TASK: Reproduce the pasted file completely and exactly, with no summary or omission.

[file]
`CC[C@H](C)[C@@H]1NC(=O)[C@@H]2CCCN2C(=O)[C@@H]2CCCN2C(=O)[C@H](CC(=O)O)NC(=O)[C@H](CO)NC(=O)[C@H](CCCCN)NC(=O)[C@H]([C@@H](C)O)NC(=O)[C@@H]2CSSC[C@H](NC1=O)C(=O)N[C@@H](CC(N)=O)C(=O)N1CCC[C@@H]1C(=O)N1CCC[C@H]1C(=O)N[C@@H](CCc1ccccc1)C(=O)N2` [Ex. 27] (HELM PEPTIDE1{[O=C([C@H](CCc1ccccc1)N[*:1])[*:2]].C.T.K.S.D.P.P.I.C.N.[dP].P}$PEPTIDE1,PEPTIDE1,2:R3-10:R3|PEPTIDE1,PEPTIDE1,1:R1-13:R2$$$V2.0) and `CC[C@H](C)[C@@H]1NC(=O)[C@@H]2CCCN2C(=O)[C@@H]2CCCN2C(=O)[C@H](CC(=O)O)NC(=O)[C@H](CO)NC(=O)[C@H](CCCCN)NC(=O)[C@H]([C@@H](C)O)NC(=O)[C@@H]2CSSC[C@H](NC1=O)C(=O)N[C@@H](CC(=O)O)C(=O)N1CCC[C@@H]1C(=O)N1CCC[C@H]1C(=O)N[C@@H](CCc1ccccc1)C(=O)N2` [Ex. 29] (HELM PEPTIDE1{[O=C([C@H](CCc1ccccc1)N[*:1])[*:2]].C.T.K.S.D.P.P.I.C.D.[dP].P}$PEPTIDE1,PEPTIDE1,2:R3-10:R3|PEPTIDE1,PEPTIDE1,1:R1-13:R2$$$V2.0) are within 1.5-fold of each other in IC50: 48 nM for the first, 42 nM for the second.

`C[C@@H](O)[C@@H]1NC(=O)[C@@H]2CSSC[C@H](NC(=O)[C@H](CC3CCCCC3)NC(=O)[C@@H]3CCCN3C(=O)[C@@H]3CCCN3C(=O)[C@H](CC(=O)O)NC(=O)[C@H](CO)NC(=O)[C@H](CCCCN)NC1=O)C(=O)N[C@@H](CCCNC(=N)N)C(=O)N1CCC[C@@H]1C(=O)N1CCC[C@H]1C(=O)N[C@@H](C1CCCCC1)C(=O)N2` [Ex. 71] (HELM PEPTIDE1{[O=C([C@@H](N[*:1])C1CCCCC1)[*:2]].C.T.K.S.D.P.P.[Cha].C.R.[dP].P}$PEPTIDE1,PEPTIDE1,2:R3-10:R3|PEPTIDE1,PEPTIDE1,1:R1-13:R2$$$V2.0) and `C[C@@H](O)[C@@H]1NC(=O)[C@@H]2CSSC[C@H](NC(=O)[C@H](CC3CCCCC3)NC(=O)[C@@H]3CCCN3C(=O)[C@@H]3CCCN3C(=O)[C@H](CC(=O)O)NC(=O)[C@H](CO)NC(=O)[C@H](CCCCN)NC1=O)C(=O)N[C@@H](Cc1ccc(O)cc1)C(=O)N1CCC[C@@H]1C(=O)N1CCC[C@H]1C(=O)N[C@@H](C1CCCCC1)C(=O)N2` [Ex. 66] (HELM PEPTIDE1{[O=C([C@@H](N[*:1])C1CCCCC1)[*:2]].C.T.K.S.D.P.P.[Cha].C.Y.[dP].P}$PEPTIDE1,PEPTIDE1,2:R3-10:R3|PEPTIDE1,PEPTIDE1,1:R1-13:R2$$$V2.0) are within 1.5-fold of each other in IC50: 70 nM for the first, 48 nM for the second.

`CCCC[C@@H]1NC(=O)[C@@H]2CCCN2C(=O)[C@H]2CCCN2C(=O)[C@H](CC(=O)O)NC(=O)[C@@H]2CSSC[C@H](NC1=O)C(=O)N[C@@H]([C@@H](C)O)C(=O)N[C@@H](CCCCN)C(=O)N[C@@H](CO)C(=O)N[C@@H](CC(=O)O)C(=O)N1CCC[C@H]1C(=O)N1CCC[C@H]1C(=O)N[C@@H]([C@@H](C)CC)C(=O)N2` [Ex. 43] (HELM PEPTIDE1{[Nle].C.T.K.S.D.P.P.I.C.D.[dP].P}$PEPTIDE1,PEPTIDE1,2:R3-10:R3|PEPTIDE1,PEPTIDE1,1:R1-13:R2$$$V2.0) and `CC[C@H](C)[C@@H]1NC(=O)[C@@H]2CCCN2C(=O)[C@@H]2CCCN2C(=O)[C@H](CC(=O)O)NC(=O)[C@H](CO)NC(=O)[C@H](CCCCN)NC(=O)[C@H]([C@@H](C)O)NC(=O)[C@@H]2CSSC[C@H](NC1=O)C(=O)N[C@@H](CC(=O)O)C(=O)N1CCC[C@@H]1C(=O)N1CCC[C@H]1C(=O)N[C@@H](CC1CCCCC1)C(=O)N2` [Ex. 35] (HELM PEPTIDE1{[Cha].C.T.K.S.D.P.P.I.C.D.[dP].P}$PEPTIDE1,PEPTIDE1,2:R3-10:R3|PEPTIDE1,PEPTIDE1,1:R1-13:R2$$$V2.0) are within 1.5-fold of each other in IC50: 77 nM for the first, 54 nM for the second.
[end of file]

`CC[C@H](C)[C@@H]1NC(=O)[C@@H]2CCCN2C(=O)[C@@H]2CCCN2C(=O)[C@H](CC(=O)O)NC(=O)[C@H](CO)NC(=O)[C@H](CCCCN)NC(=O)[C@H]([C@@H](C)O)NC(=O)[C@@H]2CSSC[C@H](NC1=O)C(=O)N[C@@H](CC(N)=O)C(=O)N1CCC[C@@H]1C(=O)N1CCC[C@H]1C(=O)N[C@@H](CCc1ccccc1)C(=O)N2` [Ex. 27] (HELM PEPTIDE1{[O=C([C@H](CCc1ccccc1)N[*:1])[*:2]].C.T.K.S.D.P.P.I.C.N.[dP].P}$PEPTIDE1,PEPTIDE1,2:R3-10:R3|PEPTIDE1,PEPTIDE1,1:R1-13:R2$$$V2.0) and `CC[C@H](C)[C@@H]1NC(=O)[C@@H]2CCCN2C(=O)[C@@H]2CCCN2C(=O)[C@H](CC(=O)O)NC(=O)[C@H](CO)NC(=O)[C@H](CCCCN)NC(=O)[C@H]([C@@H](C)O)NC(=O)[C@@H]2CSSC[C@H](NC1=O)C(=O)N[C@@H](CC(=O)O)C(=O)N1CCC[C@@H]1C(=O)N1CCC[C@H]1C(=O)N[C@@H](CCc1ccccc1)C(=O)N2` [Ex. 29] (HELM PEPTIDE1{[O=C([C@H](CCc1ccccc1)N[*:1])[*:2]].C.T.K.S.D.P.P.I.C.D.[dP].P}$PEPTIDE1,PEPTIDE1,2:R3-10:R3|PEPTIDE1,PEPTIDE1,1:R1-13:R2$$$V2.0) are within 1.5-fold of each other in IC50: 48 nM for the first, 42 nM for the second.

`C[C@@H](O)[C@@H]1NC(=O)[C@@H]2CSSC[C@H](NC(=O)[C@H](CC3CCCCC3)NC(=O)[C@@H]3CCCN3C(=O)[C@@H]3CCCN3C(=O)[C@H](CC(=O)O)NC(=O)[C@H](CO)NC(=O)[C@H](CCCCN)NC1=O)C(=O)N[C@@H](CCCNC(=N)N)C(=O)N1CCC[C@@H]1C(=O)N1CCC[C@H]1C(=O)N[C@@H](C1CCCCC1)C(=O)N2` [Ex. 71] (HELM PEPTIDE1{[O=C([C@@H](N[*:1])C1CCCCC1)[*:2]].C.T.K.S.D.P.P.[Cha].C.R.[dP].P}$PEPTIDE1,PEPTIDE1,2:R3-10:R3|PEPTIDE1,PEPTIDE1,1:R1-13:R2$$$V2.0) and `C[C@@H](O)[C@@H]1NC(=O)[C@@H]2CSSC[C@H](NC(=O)[C@H](CC3CCCCC3)NC(=O)[C@@H]3CCCN3C(=O)[C@@H]3CCCN3C(=O)[C@H](CC(=O)O)NC(=O)[C@H](CO)NC(=O)[C@H](CCCCN)NC1=O)C(=O)N[C@@H](Cc1ccc(O)cc1)C(=O)N1CCC[C@@H]1C(=O)N1CCC[C@H]1C(=O)N[C@@H](C1CCCCC1)C(=O)N2` [Ex. 66] (HELM PEPTIDE1{[O=C([C@@H](N[*:1])C1CCCCC1)[*:2]].C.T.K.S.D.P.P.[Cha].C.Y.[dP].P}$PEPTIDE1,PEPTIDE1,2:R3-10:R3|PEPTIDE1,PEPTIDE1,1:R1-13:R2$$$V2.0) are within 1.5-fold of each other in IC50: 70 nM for the first, 48 nM for the second.

`CCCC[C@@H]1NC(=O)[C@@H]2CCCN2C(=O)[C@H]2CCCN2C(=O)[C@H](CC(=O)O)NC(=O)[C@@H]2CSSC[C@H](NC1=O)C(=O)N[C@@H]([C@@H](C)O)C(=O)N[C@@H](CCCCN)C(=O)N[C@@H](CO)C(=O)N[C@@H](CC(=O)O)C(=O)N1CCC[C@H]1C(=O)N1CCC[C@H]1C(=O)N[C@@H]([C@@H](C)CC)C(=O)N2` [Ex. 43] (HELM PEPTIDE1{[Nle].C.T.K.S.D.P.P.I.C.D.[dP].P}$PEPTIDE1,PEPTIDE1,2:R3-10:R3|PEPTIDE1,PEPTIDE1,1:R1-13:R2$$$V2.0) and `CC[C@H](C)[C@@H]1NC(=O)[C@@H]2CCCN2C(=O)[C@@H]2CCCN2C(=O)[C@H](CC(=O)O)NC(=O)[C@H](CO)NC(=O)[C@H](CCCCN)NC(=O)[C@H]([C@@H](C)O)NC(=O)[C@@H]2CSSC[C@H](NC1=O)C(=O)N[C@@H](CC(=O)O)C(=O)N1CCC[C@@H]1C(=O)N1CCC[C@H]1C(=O)N[C@@H](CC1CCCCC1)C(=O)N2` [Ex. 35] (HELM PEPTIDE1{[Cha].C.T.K.S.D.P.P.I.C.D.[dP].P}$PEPTIDE1,PEPTIDE1,2:R3-10:R3|PEPTIDE1,PEPTIDE1,1:R1-13:R2$$$V2.0) are within 1.5-fold of each other in IC50: 77 nM for the first, 54 nM for the second.